Sunday Gazette-Mail from Charleston, West Virginia on July 20, 1975 · Page 126
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Sunday Gazette-Mail from Charleston, West Virginia · Page 126

Charleston, West Virginia
Issue Date:
Sunday, July 20, 1975
Page 126
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Page 126 article text (OCR)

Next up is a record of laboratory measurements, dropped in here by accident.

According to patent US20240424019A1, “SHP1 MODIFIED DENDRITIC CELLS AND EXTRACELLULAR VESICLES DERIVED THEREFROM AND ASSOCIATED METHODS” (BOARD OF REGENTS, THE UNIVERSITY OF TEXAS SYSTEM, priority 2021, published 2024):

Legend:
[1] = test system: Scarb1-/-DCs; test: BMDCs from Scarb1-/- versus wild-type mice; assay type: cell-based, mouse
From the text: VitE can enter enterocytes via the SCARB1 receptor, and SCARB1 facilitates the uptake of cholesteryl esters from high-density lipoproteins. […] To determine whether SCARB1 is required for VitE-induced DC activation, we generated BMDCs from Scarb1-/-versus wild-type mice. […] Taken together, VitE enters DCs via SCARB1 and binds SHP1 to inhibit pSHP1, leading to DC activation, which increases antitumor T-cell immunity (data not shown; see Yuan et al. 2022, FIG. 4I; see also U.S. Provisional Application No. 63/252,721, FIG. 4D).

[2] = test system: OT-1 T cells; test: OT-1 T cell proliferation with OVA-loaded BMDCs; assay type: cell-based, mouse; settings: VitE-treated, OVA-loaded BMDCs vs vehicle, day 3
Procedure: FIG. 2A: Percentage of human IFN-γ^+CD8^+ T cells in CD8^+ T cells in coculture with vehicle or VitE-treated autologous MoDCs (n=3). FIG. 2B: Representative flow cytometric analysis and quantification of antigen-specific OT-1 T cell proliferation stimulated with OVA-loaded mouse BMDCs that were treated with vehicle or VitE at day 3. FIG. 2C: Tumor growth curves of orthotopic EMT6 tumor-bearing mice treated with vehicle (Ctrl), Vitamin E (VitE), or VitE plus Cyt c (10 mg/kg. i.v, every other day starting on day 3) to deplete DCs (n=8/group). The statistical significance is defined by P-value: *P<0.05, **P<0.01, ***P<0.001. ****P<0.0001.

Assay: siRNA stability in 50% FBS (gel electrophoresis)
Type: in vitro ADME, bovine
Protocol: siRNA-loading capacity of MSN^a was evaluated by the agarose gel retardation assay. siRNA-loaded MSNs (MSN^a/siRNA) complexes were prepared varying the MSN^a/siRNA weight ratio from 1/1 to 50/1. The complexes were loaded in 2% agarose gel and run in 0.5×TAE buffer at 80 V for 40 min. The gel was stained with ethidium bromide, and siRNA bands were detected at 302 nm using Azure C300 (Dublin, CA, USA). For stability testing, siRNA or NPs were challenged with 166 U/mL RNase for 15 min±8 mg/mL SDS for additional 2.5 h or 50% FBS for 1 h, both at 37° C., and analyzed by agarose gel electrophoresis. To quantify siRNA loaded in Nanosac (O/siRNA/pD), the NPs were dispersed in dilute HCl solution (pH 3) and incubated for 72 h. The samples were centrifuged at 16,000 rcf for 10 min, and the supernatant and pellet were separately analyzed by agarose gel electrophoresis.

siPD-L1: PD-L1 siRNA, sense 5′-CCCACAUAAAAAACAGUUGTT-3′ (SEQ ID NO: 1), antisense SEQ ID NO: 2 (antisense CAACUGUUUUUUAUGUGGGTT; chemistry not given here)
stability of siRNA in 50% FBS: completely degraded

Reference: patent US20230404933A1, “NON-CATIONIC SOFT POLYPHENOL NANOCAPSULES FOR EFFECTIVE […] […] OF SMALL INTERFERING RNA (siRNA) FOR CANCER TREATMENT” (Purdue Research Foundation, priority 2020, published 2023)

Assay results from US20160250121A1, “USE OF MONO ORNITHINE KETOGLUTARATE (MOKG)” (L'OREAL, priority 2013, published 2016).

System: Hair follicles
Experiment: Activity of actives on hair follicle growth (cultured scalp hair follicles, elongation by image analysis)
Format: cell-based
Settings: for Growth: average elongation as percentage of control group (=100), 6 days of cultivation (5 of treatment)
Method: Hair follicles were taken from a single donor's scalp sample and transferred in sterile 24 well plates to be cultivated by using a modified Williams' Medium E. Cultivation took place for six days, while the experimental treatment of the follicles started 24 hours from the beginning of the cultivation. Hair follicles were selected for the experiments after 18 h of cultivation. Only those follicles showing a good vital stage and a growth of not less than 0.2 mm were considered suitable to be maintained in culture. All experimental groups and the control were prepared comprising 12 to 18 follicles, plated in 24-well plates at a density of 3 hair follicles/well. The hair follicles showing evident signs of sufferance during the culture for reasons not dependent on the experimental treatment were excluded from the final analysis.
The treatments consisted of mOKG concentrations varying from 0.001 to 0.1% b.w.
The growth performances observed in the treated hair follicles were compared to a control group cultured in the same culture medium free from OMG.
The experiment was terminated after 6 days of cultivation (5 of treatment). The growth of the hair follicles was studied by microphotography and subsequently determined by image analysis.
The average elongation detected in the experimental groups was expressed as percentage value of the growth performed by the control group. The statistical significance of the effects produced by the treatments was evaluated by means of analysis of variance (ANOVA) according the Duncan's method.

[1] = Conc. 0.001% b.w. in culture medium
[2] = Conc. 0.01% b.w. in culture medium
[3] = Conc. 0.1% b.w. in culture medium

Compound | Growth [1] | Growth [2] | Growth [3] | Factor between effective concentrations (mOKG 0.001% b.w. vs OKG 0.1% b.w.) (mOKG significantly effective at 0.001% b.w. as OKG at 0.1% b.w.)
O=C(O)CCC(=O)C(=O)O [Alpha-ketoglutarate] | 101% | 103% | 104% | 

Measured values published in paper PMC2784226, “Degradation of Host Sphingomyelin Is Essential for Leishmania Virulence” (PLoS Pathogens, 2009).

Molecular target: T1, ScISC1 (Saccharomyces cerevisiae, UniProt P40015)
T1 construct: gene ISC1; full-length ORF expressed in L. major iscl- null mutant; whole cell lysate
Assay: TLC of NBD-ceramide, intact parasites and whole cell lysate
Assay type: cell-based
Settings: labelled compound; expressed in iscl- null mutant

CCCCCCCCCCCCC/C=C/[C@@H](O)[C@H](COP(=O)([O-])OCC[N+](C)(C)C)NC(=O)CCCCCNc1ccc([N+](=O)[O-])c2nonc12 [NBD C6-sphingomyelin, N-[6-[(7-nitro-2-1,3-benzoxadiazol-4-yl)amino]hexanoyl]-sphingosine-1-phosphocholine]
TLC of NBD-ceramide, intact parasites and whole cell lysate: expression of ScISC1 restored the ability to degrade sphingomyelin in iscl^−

by LLOYD SHEARER The world's nuclear [JQi sales iQ| market is growing rapidly out of "control. There are fewer restrictions attached to what recipient nations can and cannot do with their nuclear hardware. Do you remember how deeply much of the world was shocked in May, 1974, when India detonated an atom bomb? From which · country did India get its nuclear plant and know- how? From Canada. The U.S; has sold South Korea a nuclear power plant. South Korea claims It has nuclear bomb know- how. The Soviet Union has reportedly agreed to sell Libya a nuclear power plait. Suppose Libya tests an atomic bomb someday? How far can the world be from.nuclear holocaust? In 1968 when the Nuclear Kon-Prol iteration Treaty was signed, its critical flaw was that it did not bar nuclear trade between non-HPT nations. As a result such non-KPT states are free to build or generate nuclear materials . outside the supervision of , ^the International Atomic Energy.Agency (IAEA). Of the 251 "countries which at this writing possess nuclear technology, only 15 have signed the \ TJuclear Bon-Proliferation Treaty. And even some of those who have signed are selling without requiring a full · nuclear fuel cycle to be placed^ under IAEA safeguards . "There is an urgent · need," insists Sen. Abraham Ribicoff (D., Conn.), ;"to require entire fuel- cycle safeguards as a condition of nuclear sales. There is also an urgent need to ban the export of reprocessing plants in MHIHRHHI BECAUSE OF VOLUME Of MAIL RECEIVED. PARADE REGRETS IT CANNOT ANSWER QUERIES ABOUT THIS COLUMN order to prevent non- weapons states from gaining the individual capability to produce material for nuclear explosives." This business of unconditional nuclear sales stands a very good chance of eventually blowing up the whole world. "With minor exceptions, research shows that every major;scandal in public office over the · past 20 years was uncovered by the press." --Lowell Weicker, U.S. Senator, Republican, State of Connecticut. If you i live in rural America you're getting shortchanged on health care--in most cases, that is. There is one doctor in ...this country-for every 2400 rural residents compared to one doctor for every 500 city dwellers. There are 1555 counties in the U.S. without a single physician. Rural residents lose more days of School attendance and w'ork than urbanites do. Rural folk have more work-related injuries, and higher infant and maternal mortal- _ "ity rates than city folk. How. is rural America r to obtain its fair share of physicians? Will there have to be some form of "doctor's draft"? As noble as they are, most physicians practice in communities that can offer them the most money or . facilities/ Explains Prof. Rashi Fein of the Harvard Medical School: "Physicians are human, and in an entrepreneurial society in which the profit and in- . come maximization motives are driving forces, physician supply in rural areas is likely to grow, worse rather than better." Sen. Edward Kennedy (D., Mass.) has a plan whereby a "doctor's draft" would be tied to the expenditure of federal funds for medical education. If the federal government paid or helped pay for the medical education of students, then those new physicians would have to practice for two years in underserviced rural and inner-city areas. The maldistribution of physicians in this country calls for immediate action --either by physicians, medical societies, or as a last resort, by the government . BMMMO IN JAPAN: HYING TO PLEASE THE BltSPENDERS. In Kobe, , bar hostesses are having their eyes ...-. straightened, their hair dyed, -their breasts sili- conized. The to give them "a foreign . look." . "A foreign look"/is considered most desirable in such establishments. It's good for business.. It would be easier, of course, for bar owners to import the real thing from Europe and the U.S.,' but in Kobe and other medium- sized Japanese cities, the owners can't afford suchx imports. In Tokyo's Ginza, Azabu, and Akasaka districts, however, approximately 8000 American and European girls work as bar hos- tesses. They earn from $300 to $500 per night. Many of them are working · illegally. Aliens who have entered Japan as tourists are not allowed to obtain, employment, but the immigration authorities, under pressure of the bar owners, generally look the other way. Occasionally the officials will raid a ' nightclub and eventually --deport a handful of foreign hostesses but such crackdowns are rare. Of all the foreign bar girls the Americans and the Scandinavians are considered the most exotic. They are in high demand by the big "expense-account- spenders"--the corporation executives, the physicians, the lawyers, and ·the wheeler-dealers. 15

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